61 x61cm

For further information or hi-res images please contact: Sirpa Pajunen-Moghissi tel. 077 11 00 88 98, email: sirpamoghissi@hotmail.com 


from The Moonstone, by Wilkie Collins, Mrs Clack's Narrative

Oh, be morally tidy. Let your faith be as your stockings, and your stockings as your faith.Both ever spotless, and both ready to put on at a moment's notice!

Sunday, 26 March 2017


My boy's latest (it's all in the genes you know...)

Arnold, Thomas

Phänomenologie als Platonismus

Zu den Platonischen Wesensmomenten der Philosophie Edmund Husserls

[Phenomenology as Platonism: On Platonic Moments in the Philosophy of Edmund Husserl]


Saturday, 25 March 2017

A DEAD STATESMAN by Rudyard Kipling


I could not dig: I dared not rob:
Therefore I lied to please the mob.
Now all my lies are proved untrue
And I must face the men I slew.
What tale shall serve me here among
Mine angry and defrauded young?

Rudyard Kipling


"...the convulsed sea to Peter Cook's controlling moon."

Howard Jacobson, Death of Dudley

Saturday, 18 March 2017


To write anything satisfactory you need an undistributed mind and a supply of special first-class energy, a strong sense of self-value which it is delightful to express, the stomach of a lucky general, ‘the subtle experience of his medium which conserves the strength of the quarryman’, the wiliness of the fly-catcher, the grasp of the octopus, the patience of the sheep-dog, the acumen of the microscope-gazer, the taste for high adventure of the Amazon explorer, a head for heights and the nerve of the tight-rope walker, the intuition of the water-diviner, the submissiveness of the nun, a tolerance for claustrophobia and discomfort as of a large square peg in a small round hole, a voice ready to contradict every sentence written, the endurance and piety of a true believer wrestling with doubt, the impatience of Job but of no other kind, and a realisation (which becomes an old familiar) that the pain of the process in which all these qualities are at work, more or less competently, requires the composure of wisdom.  Any question arising, therefore, as to the identity and the value of the writer-yourself to the scheme of things – the World at large – and that question will be felt on the general’s stomach, the explorer’s heart, the high-wire nerve, the intuition, the grasp, and finally will penetrate the finger-bones where it inhibits completely the action of the aching pencil.  In this circumstance, writing does not take place, wisdom goes out of the window and desperate acts occur such as over-eating, over-drinking, foul temper, physical violence offered to inanimate objects; an occasional tendency to feel like dying is offset by the disobliging interest in the thing that never completely fails owing to the work of the ego, the will, virtue and appetite.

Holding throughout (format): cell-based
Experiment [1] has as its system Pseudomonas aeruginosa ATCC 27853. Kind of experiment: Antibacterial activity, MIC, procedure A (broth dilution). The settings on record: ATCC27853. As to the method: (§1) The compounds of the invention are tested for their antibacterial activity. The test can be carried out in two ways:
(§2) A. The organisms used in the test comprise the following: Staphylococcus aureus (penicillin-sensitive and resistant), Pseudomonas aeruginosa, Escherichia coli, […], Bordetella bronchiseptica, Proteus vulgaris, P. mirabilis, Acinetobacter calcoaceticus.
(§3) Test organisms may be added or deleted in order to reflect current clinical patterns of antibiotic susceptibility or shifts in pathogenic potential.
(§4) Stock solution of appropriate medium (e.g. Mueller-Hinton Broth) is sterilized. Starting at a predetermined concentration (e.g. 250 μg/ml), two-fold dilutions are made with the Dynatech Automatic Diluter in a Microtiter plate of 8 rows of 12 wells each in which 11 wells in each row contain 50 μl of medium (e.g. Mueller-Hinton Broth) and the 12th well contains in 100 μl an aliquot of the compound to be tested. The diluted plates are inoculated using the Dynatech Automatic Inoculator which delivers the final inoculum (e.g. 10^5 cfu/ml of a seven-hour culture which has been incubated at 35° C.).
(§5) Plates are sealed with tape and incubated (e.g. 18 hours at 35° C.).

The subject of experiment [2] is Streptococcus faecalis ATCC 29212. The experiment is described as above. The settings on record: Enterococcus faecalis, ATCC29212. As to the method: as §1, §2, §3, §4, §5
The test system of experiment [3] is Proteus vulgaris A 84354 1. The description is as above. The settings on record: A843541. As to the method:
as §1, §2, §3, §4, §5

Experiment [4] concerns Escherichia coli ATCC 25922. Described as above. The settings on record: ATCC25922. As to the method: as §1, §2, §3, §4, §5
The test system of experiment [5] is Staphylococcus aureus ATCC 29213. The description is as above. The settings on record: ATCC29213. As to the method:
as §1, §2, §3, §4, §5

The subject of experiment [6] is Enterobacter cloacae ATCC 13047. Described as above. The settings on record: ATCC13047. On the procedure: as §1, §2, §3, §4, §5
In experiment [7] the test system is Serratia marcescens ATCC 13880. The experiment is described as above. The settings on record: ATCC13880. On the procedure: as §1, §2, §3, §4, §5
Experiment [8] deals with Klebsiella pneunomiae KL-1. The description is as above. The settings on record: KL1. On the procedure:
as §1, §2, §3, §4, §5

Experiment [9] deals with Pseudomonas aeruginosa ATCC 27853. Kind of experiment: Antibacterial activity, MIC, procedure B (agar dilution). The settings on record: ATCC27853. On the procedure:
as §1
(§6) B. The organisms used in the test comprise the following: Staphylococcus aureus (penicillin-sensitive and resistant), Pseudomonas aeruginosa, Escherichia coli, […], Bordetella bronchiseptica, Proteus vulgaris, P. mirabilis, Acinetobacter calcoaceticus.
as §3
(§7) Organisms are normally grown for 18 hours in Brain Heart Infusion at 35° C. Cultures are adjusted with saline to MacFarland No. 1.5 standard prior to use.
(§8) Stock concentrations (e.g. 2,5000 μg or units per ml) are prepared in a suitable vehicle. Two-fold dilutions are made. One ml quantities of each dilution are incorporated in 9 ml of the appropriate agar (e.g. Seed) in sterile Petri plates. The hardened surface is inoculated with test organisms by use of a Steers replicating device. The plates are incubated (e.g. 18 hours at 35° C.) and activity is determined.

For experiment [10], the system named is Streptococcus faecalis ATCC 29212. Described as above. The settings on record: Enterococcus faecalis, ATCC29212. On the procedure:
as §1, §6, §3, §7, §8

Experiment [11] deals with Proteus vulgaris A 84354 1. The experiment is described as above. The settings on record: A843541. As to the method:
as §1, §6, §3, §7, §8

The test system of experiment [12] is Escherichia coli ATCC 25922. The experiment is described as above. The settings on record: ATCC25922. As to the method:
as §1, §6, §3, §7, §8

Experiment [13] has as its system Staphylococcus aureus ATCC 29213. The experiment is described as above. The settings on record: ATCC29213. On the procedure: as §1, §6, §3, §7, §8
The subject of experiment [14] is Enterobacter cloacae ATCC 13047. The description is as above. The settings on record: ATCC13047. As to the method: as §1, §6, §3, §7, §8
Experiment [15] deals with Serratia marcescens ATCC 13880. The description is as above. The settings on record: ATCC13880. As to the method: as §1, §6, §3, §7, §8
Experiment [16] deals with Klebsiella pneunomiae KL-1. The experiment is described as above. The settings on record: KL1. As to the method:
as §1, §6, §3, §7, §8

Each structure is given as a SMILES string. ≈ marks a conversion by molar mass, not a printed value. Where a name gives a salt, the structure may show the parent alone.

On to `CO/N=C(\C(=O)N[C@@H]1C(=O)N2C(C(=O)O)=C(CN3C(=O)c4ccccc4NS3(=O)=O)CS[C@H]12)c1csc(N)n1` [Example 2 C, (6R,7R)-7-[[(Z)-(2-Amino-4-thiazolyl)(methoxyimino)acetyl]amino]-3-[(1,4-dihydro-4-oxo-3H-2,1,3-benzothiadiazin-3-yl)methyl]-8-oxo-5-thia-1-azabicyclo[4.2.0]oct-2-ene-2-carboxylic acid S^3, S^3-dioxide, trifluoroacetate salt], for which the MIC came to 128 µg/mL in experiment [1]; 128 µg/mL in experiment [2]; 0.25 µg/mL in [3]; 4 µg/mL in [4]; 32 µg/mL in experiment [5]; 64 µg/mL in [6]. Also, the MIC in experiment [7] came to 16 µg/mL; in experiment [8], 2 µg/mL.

Jacqueline Wheldon
from The Leopard on Kamak San

Friday, 17 March 2017

from 'Braveheart' by Mick Imlah

THE SPRING: - and as her ice draws off the glen
Scotland gets up, and is herself again

Opening lines of Braveheart, by Mick Imlah

Wednesday, 15 March 2017